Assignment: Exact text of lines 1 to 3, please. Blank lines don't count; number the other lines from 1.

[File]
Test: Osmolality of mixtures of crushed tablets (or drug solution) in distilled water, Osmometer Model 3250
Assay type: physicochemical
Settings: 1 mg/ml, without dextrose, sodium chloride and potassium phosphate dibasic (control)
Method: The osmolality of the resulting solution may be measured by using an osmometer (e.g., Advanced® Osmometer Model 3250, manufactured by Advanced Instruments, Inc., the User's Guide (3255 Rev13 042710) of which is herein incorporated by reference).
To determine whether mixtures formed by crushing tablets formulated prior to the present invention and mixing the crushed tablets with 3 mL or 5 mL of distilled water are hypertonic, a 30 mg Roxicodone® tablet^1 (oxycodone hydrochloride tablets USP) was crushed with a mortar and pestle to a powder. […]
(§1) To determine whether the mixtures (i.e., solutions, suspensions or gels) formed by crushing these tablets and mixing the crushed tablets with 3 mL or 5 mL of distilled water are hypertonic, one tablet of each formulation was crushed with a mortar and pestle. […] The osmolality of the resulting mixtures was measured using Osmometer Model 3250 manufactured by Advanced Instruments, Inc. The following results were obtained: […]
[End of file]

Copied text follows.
Test: Osmolality of mixtures of crushed tablets (or drug solution) in distilled water, Osmometer Model 3250
Assay type: physicochemical
Settings: 1 mg/ml, without dextrose, sodium chloride and potassium phosphate dibasic (control)